Wray, earned $9.2 million last year representing Credit Suisse (see below regarding laundering terrorist money), Wells Fargo and Chris Christie, the New Jersey governor. Reuters obtained Wray’s disclosure. Wray is expected to get even more money when he cashes in his partnership interest in King & Spaulding, the Atlanta-based law firm where he has devoted most of his career to representing top drawer white collar criminal suspects and defendants, not pursuing them.

Questions senators should ask

Issues that we think our Senators should examine include:

  • Wray’s Russian client conflicts deserve scrutiny considering Trump’s own Russian connections. As a lawyer at King & Spaulding, the giant Atlanta-based law firm that has been Wray’s home base since the 1990s, he represented Russian companies Gazprom and Rosneft. The Guardian discovered that in January Wray deleted a Russia-related line from his King & Spaulding website bio.  The deleted language stated that Wray had represented unnamed American “energy company executive in a criminal investigation by Russian authorities.” Why did Wray remove that line?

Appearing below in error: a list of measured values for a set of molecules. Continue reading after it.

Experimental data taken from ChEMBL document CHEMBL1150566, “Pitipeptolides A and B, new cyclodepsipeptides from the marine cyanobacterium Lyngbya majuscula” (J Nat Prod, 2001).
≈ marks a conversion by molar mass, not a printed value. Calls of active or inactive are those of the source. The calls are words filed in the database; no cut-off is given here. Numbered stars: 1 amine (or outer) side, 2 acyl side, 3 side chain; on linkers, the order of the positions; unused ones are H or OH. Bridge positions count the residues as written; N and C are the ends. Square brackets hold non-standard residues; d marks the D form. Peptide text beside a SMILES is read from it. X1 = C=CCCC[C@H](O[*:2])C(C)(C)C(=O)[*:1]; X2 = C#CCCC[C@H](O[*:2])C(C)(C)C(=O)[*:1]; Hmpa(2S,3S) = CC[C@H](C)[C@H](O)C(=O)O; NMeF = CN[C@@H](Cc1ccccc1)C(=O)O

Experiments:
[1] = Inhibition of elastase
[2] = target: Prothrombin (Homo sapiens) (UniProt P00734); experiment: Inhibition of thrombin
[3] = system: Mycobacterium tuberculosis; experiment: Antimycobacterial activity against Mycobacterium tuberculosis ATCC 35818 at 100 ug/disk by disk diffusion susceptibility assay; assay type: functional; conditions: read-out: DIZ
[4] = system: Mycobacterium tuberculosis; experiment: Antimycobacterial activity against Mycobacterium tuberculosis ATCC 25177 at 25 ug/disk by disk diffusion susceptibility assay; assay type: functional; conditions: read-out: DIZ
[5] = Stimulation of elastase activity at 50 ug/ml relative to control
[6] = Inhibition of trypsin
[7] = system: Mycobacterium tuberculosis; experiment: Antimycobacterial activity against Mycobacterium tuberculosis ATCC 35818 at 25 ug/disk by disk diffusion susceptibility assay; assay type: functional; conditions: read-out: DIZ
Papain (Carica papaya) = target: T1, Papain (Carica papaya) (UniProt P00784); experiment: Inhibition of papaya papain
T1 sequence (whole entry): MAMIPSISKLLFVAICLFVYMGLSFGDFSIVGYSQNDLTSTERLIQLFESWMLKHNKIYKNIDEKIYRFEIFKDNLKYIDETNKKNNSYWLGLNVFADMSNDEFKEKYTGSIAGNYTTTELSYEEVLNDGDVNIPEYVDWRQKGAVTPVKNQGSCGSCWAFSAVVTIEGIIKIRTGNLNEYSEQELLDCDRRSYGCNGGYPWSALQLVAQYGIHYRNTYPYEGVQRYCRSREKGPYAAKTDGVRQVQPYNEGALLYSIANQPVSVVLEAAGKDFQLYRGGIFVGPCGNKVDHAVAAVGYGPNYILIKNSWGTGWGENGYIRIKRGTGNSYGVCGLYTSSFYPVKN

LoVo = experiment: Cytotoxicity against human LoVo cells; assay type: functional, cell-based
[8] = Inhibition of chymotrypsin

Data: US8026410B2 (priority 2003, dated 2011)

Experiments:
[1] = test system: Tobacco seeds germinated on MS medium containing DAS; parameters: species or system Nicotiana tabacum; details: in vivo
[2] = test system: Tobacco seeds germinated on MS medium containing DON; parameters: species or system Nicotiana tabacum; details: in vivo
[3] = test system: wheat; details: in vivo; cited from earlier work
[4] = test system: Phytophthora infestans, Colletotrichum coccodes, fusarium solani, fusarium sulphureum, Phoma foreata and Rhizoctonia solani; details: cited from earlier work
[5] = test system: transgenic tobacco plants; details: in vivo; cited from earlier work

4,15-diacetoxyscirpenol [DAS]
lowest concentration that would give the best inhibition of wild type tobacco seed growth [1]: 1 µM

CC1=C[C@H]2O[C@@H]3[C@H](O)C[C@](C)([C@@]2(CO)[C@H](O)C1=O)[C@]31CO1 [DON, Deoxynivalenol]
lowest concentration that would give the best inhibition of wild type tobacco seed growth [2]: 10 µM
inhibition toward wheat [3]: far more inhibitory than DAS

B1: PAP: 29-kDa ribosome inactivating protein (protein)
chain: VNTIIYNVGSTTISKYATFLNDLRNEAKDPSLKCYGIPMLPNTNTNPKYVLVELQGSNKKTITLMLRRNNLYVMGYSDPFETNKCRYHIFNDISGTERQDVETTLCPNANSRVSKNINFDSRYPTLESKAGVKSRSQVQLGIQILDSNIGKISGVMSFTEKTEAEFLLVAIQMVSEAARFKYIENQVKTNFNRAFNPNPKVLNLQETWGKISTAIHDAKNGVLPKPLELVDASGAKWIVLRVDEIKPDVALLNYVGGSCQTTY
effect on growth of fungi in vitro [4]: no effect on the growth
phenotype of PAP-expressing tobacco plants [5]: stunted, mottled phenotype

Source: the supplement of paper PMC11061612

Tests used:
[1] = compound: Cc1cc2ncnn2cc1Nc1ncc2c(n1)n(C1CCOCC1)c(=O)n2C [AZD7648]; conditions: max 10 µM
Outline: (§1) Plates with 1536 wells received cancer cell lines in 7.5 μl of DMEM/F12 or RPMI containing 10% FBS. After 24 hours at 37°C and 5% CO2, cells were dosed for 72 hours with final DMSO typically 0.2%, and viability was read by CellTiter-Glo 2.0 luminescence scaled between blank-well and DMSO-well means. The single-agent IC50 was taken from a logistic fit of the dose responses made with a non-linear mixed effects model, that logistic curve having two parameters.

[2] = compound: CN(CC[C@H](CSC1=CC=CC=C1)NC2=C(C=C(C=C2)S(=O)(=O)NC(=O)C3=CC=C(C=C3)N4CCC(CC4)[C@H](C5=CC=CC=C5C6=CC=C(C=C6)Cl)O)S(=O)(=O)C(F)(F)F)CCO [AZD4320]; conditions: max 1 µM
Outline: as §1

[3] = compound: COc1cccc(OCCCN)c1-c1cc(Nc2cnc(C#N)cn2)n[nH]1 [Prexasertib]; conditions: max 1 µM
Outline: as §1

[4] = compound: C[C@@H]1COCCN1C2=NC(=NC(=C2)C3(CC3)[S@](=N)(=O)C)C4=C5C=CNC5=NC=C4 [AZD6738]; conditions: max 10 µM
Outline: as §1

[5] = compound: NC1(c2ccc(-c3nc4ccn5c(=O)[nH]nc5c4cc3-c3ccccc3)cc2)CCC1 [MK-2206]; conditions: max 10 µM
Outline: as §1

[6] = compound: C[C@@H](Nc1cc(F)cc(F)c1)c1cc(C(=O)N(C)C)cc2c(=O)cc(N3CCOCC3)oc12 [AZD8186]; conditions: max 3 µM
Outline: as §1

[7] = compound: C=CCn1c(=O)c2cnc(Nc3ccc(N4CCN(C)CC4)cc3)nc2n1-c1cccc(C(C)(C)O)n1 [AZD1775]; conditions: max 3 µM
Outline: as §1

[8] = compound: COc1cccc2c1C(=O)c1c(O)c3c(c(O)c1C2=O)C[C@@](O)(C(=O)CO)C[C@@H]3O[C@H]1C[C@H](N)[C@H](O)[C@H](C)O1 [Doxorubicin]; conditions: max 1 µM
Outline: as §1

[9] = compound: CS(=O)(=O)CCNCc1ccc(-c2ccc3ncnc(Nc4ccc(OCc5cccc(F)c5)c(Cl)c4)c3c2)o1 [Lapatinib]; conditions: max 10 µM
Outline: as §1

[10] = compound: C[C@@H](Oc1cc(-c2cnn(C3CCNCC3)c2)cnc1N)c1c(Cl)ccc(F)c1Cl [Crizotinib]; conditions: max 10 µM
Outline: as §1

• Wray’s long-standing defense work for big-ticket white collar criminals, banksters and fraudsters, especially during the period from 2005 to 2017 after he left the Justice Department and rejoined King & Spaulding. Virtually every Justice Department criminal lawyer who moves in and out of the private sector is vulnerable to this “revolving door” criticism. Wray’s choice of clients, however, is especially troubling.
  • Wray’s representation of Credit Suisse in money laundering involving Iran, a major sponsor of terrorist organizations.
  • What was his role in approving the Bush-era rules for interrogating so-called “non-combatants” and the gathering of metadata on domestic communications by the National Security Agency?